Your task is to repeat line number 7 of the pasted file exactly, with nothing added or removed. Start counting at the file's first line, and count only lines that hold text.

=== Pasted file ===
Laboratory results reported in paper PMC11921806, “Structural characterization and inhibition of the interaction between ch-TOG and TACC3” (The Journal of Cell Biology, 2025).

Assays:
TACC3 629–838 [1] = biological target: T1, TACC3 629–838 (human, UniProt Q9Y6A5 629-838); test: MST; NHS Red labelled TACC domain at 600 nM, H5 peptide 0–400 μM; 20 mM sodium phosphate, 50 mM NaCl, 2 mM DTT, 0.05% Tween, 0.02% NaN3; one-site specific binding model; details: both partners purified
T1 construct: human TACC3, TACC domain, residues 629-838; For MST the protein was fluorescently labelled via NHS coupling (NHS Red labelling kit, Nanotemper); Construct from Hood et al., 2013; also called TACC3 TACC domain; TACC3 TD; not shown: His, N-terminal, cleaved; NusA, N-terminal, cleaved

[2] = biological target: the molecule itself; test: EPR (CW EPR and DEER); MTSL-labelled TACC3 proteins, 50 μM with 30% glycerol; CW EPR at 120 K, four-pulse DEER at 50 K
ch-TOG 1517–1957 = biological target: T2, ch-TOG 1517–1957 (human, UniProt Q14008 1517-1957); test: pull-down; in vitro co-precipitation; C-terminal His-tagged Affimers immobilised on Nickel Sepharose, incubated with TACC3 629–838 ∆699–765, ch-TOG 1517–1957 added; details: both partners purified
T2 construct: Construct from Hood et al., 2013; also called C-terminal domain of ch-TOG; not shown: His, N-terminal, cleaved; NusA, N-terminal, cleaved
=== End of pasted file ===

T2 construct: Construct from Hood et al., 2013; also called C-terminal domain of ch-TOG; not shown: His, N-terminal, cleaved; NusA, N-terminal, cleaved